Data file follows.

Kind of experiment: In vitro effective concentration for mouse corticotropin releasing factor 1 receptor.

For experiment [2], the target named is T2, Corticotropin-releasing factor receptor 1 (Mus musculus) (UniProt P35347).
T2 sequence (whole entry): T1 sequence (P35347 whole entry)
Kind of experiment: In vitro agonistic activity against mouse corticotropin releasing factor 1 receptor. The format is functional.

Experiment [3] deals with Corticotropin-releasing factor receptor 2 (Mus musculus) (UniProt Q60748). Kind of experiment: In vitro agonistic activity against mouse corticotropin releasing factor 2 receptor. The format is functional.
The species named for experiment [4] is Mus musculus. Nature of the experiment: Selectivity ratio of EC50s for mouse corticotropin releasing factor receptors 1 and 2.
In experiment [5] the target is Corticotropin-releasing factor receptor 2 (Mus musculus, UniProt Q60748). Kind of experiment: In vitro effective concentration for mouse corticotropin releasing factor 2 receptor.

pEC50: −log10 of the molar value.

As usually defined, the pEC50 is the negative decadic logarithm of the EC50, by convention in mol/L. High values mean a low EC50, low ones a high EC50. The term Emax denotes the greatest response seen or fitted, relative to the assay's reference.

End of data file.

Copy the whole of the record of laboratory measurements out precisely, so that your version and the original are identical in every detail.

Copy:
Kind of experiment: In vitro effective concentration for mouse corticotropin releasing factor 1 receptor.

For experiment [2], the target named is T2, Corticotropin-releasing factor receptor 1 (Mus musculus) (UniProt P35347).
T2 sequence (whole entry): T1 sequence (P35347 whole entry)
Kind of experiment: In vitro agonistic activity against mouse corticotropin releasing factor 1 receptor. The format is functional.

Experiment [3] deals with Corticotropin-releasing factor receptor 2 (Mus musculus) (UniProt Q60748). Kind of experiment: In vitro agonistic activity against mouse corticotropin releasing factor 2 receptor. The format is functional.
The species named for experiment [4] is Mus musculus. Nature of the experiment: Selectivity ratio of EC50s for mouse corticotropin releasing factor receptors 1 and 2.
In experiment [5] the target is Corticotropin-releasing factor receptor 2 (Mus musculus, UniProt Q60748). Kind of experiment: In vitro effective concentration for mouse corticotropin releasing factor 2 receptor.

pEC50: −log10 of the molar value.

As usually defined, the pEC50 is the negative decadic logarithm of the EC50, by convention in mol/L. High values mean a low EC50, low ones a high EC50. The term Emax denotes the greatest response seen or fitted, relative to the assay's reference.